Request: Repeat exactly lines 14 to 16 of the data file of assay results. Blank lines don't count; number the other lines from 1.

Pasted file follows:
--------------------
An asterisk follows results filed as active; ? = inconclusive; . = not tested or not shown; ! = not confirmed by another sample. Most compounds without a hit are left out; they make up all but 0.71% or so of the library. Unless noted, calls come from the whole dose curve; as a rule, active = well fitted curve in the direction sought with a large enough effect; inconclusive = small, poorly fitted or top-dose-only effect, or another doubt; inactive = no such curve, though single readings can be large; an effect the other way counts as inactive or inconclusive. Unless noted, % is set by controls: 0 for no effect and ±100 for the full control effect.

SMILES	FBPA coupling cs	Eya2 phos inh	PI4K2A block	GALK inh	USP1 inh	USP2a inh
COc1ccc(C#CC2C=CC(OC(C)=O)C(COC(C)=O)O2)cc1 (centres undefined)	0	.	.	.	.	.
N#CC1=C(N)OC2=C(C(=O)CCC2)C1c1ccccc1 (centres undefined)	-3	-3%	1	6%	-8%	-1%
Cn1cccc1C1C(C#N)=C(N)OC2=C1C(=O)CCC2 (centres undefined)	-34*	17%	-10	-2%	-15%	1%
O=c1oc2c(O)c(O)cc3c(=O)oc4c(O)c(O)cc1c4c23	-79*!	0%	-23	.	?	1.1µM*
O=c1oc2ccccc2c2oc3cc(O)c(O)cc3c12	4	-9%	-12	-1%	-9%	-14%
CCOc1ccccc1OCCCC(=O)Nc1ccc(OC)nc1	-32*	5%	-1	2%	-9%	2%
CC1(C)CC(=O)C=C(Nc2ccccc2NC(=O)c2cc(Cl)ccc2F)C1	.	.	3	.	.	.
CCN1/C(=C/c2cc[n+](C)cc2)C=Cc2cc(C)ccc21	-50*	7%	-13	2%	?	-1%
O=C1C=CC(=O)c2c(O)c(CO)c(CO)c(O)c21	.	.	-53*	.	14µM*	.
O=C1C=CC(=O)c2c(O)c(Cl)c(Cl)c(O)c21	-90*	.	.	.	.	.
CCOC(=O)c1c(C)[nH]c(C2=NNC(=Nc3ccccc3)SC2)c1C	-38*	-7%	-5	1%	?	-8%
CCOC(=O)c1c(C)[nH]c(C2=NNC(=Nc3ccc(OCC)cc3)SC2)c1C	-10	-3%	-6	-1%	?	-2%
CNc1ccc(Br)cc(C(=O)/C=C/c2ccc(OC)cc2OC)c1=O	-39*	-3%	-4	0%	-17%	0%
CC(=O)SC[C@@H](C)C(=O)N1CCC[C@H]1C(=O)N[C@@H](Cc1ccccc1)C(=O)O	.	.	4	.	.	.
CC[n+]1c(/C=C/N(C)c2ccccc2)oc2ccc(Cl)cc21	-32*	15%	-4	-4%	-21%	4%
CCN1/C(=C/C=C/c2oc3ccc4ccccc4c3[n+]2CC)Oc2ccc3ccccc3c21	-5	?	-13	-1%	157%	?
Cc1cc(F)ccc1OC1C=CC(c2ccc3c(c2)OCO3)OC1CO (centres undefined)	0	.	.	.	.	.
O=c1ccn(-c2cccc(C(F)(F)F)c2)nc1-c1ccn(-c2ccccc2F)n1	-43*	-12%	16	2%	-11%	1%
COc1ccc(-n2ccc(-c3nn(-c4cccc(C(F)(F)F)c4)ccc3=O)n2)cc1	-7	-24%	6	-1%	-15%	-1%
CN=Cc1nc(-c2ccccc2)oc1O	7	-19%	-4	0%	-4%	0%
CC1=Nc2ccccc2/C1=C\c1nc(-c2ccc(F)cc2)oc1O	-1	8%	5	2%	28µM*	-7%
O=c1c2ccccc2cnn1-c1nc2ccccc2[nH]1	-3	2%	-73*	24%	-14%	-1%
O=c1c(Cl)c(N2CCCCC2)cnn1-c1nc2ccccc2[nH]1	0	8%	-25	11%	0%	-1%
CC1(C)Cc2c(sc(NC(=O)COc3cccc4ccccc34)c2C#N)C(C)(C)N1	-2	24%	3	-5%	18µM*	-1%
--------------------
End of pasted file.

CCOC(=O)c1c(C)[nH]c(C2=NNC(=Nc3ccc(OCC)cc3)SC2)c1C	-10	-3%	-6	-1%	?	-2%
CNc1ccc(Br)cc(C(=O)/C=C/c2ccc(OC)cc2OC)c1=O	-39*	-3%	-4	0%	-17%	0%
CC(=O)SC[C@@H](C)C(=O)N1CCC[C@H]1C(=O)N[C@@H](Cc1ccccc1)C(=O)O	.	.	4	.	.	.